6 Places to Find Internship and Job Listings

A to-do list in notebook says apply for internship, update resume, set up meeting w/ career development services. Phone on notebook shows Gmail app opened with newsletters from Hunter Theatre, CUNY Career Services, Hunter Art Department, Hunter Film & Media, Hunter Journalism and Working NYC.
Photo by Marissa Cronin

Internships give students opportunities to get part-time and sometimes paid experience in their field of interest. Hunter students benefit from the fact that in New York City, lots of internships are offered both remotely and in person every summer, fall and spring. While some may be unpaid, Hunter offers financing, like the Office of the Arts internship award and the Care for the Future award, that students can apply for to receive large stipends for unpaid internships. There are lots of places for Hunter students to find internship and job listings particular to their interests. Here are just six of them.

Hunter Symplicity – Symplicity is the main website Hunter uses to share internship and job opportunities in a wide variety of fields. You can also find a list of upcoming events, including career fairs, hosted by Hunter’s Career Development Services. Log into Symplicity here.

CUNY Brief – This newsletter contains internship and job listings across various fields, and each issue spotlights one student or graduate who is accomplishing things in their field who other students can connect with. CUNY students should receive this newsletter in their CUNY email automatically.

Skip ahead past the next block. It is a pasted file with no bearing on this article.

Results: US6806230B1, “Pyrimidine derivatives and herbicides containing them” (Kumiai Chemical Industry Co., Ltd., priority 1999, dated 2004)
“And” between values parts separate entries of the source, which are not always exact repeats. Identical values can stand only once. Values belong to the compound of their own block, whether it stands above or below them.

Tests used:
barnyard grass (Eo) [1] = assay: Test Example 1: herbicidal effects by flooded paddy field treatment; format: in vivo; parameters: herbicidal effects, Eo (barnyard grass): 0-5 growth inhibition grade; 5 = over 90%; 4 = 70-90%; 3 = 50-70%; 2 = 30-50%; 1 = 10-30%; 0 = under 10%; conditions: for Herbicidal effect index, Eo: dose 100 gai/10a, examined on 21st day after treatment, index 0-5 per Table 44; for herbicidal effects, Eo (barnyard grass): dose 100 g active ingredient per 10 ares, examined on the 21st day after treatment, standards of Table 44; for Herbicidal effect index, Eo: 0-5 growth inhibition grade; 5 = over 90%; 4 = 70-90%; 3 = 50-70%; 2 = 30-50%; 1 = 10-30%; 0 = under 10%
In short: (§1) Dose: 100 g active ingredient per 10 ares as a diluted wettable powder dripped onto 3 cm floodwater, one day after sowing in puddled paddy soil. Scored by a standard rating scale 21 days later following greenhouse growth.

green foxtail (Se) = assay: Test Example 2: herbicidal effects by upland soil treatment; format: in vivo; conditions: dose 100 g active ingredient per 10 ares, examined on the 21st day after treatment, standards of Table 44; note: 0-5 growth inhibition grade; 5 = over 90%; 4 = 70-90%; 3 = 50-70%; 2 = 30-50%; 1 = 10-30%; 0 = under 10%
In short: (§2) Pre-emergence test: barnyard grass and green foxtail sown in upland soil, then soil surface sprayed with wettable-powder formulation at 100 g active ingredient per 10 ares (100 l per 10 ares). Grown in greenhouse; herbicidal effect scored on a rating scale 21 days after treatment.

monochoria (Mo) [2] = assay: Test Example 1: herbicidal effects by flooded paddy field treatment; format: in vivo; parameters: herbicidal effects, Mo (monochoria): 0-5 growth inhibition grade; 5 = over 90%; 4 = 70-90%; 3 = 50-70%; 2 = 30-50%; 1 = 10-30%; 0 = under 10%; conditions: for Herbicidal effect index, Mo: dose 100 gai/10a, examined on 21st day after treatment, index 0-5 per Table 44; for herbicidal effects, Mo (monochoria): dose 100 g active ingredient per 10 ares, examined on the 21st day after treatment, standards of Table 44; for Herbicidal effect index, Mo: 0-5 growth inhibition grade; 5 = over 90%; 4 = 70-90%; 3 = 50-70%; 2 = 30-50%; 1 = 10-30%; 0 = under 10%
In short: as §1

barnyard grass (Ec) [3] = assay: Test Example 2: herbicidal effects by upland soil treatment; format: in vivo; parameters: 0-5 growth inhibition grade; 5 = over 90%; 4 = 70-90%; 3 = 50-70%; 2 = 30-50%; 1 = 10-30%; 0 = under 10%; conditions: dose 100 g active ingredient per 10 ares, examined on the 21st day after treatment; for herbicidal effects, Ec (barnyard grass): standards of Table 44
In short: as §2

CUNY Career Opportunities – This weekly newsletter allows recipients to choose what opportunities they’re interested in learning about. The options are business, digital marketing, finance, health, government/nonprofit and technology. Sign up here.

Working NYC – This newsletter includes opportunities for jobs and career development to help the city recover from the COVID-19 pandemic. The August 26 issue featured opportunities to join the city’s Cleanup Corps. Sign up for the newsletter here.

Pre-professional newsletters – Though pre-professional email lists are intended for pre-professional students, other students with intersecting interests might also find them useful. The pre-law emails, for example, contain opportunities that students interested in government, politics and policy might want to apply for even if they’re not pre-law. The Cooperman Business Center, Office of the Arts, film and media department, journalism department, pre-health office and upcoming pre-tech career center also have newsletters. In addition to internship opportunities, these newsletters tend to include student, alumni and faculty news and non-work-related resources and opportunities.

Your major department – Depending on what you major in, that department’s website may include job and internships listings particular to that area of study. Check out your major’s department website and the websites of other departments that interest you. Check to see if your department has an email list you can join, since you might not have been automatically added to it when you declared your major or minor.

If an opportunity appears on one of the above newsletters or websites, with the exception of Working NYC, it often means that the company is trying to recruit CUNY or Hunter students. So if you see something you want, set up a meeting with CDS to look over your application, and don’t be afraid to shoot your shot.

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